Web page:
Mar 13 2017
In 2008 Thaler and Sunstein published their book, Nudge, advocating for a more nuanced approach to changing public behavior. Since then nudge theory has been quite popular but hasn’t created the revolution optimists had hoped.
Here is the core problem: people do not always act in their own best interest. Sometimes this affects only them, but often the negative impacts affect the people around them, their family, and even society as a whole. An obvious example is vaccinations.
There are many less-obvious examples, however. Poor health care decisions increase the cost of health care, which is a rapidly increasing burden on society. Poor financial decisions can leave people in debt, might cause them to default on those debts, and have an overall negative impact on the economy. We all share risks through insurance premiums and public costs.
And, we actually care about people. We are a social species and we do generally have empathy for others (unless they have been psychologically relegated to an out-group). It is also some people’s job to care about people.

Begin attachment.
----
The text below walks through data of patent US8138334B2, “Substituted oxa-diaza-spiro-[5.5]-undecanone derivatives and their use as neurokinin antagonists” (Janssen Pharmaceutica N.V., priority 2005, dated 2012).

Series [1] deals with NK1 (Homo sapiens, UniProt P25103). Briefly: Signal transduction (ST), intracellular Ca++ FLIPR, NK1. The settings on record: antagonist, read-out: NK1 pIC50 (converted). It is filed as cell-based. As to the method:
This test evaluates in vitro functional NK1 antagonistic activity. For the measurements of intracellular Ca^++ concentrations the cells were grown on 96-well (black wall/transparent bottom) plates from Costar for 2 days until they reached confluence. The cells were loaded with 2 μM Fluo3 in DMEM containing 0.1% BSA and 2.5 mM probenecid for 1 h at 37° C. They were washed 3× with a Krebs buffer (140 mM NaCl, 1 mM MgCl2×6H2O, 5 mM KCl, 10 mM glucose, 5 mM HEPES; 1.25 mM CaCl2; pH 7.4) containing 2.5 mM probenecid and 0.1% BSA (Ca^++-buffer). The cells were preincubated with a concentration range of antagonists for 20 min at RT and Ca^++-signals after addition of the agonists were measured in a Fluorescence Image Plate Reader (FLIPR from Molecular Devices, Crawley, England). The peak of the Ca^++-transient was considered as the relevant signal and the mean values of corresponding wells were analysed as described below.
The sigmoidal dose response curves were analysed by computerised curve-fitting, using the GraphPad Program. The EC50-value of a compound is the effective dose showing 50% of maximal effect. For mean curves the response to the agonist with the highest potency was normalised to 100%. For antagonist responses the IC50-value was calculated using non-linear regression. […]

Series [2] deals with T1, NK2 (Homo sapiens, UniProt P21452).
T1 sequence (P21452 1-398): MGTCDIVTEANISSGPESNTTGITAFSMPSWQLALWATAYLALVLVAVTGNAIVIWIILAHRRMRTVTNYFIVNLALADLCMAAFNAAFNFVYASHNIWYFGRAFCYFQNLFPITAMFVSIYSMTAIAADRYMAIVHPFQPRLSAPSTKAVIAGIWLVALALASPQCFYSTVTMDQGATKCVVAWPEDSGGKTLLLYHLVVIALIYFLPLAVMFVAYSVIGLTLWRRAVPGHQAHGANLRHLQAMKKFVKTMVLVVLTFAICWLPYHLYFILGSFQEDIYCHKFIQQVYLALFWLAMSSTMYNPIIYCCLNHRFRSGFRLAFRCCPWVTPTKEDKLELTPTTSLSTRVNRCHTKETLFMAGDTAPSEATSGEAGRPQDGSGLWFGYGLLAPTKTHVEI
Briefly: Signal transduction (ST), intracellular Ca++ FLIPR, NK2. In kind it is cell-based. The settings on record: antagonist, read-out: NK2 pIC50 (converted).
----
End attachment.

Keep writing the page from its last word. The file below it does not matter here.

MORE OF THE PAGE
Therefore, for various reasons, there are individuals and groups who care about changing other people’s behavior for their own good and for the good of society. This paternalism runs up against several obstacles.
The first is liberty (which, make no mistake, is a good thing). Consenting adults have the right to make poor decisions, and in a free and open society we recognize that we should tread lightly on the liberty of others. Any time society forces people into good behavior, the benefits have to be carefully weighed against the loss of liberty. Speed limits, seat belt laws, and helmet laws are examples of situations in which we favor safety over liberty (and even then such laws have their vocal critics).
The second obstacle is decision-fatigue. We live in an increasingly complex society, which means the average person is faced with an array of complex decisions on a regular basis. We all can’t be experts in health care, finances, car maintenance, food safety, nutrition, pyramid schemes and other frauds, travel safety, computer and identity threats, etc.